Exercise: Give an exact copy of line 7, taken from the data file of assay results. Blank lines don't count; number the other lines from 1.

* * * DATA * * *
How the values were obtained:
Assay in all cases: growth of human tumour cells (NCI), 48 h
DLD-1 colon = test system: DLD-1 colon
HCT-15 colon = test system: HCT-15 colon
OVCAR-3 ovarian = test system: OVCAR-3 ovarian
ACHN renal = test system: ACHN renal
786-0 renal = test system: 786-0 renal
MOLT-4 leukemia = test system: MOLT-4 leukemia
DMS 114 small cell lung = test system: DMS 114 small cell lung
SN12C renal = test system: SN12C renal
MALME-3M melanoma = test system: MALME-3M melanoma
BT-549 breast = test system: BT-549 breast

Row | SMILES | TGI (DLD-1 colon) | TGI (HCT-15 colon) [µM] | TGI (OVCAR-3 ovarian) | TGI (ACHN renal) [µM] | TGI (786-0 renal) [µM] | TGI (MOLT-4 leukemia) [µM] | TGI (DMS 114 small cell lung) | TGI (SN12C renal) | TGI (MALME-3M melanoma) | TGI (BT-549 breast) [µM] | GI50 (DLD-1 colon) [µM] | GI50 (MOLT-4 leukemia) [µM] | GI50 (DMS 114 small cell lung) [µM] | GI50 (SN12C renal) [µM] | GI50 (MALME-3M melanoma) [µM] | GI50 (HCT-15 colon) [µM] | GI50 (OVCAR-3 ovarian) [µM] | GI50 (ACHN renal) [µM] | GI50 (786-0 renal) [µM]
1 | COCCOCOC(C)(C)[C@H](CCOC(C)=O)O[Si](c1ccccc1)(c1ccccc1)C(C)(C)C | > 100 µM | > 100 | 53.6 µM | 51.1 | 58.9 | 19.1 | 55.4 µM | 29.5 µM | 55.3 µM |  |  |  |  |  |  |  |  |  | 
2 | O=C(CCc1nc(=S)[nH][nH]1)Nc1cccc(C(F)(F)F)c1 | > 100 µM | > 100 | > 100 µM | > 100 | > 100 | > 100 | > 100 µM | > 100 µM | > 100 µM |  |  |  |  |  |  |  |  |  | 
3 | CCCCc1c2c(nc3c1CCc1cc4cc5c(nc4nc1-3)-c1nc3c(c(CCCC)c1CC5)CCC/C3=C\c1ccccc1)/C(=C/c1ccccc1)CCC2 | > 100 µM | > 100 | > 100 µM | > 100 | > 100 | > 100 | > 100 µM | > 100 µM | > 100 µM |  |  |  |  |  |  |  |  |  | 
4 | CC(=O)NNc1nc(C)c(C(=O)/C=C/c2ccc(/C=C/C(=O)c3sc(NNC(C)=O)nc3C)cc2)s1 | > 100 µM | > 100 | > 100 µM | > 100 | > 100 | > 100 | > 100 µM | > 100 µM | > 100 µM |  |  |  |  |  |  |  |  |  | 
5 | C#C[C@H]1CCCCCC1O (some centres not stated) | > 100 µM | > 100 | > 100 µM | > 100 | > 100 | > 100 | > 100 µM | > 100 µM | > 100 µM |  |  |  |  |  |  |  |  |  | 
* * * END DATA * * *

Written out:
786-0 renal = test system: 786-0 renal